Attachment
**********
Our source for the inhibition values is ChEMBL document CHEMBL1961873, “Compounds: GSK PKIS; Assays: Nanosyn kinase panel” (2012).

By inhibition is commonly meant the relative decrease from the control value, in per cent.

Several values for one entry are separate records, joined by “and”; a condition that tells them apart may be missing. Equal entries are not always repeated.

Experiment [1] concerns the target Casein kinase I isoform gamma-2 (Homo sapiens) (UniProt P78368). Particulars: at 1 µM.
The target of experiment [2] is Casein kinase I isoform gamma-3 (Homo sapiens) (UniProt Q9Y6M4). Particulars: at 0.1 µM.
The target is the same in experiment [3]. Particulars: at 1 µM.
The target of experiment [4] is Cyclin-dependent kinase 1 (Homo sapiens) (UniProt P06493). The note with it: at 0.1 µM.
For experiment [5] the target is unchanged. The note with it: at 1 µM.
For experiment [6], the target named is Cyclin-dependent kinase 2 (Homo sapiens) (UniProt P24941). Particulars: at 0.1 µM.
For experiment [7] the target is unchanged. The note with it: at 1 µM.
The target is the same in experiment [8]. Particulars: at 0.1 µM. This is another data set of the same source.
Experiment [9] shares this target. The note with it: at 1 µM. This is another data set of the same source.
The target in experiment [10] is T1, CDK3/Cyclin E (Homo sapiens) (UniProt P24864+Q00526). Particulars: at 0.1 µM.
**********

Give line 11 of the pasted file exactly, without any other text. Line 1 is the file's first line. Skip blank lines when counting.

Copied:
The target is the same in experiment [8]. Particulars: at 0.1 µM. This is another data set of the same source.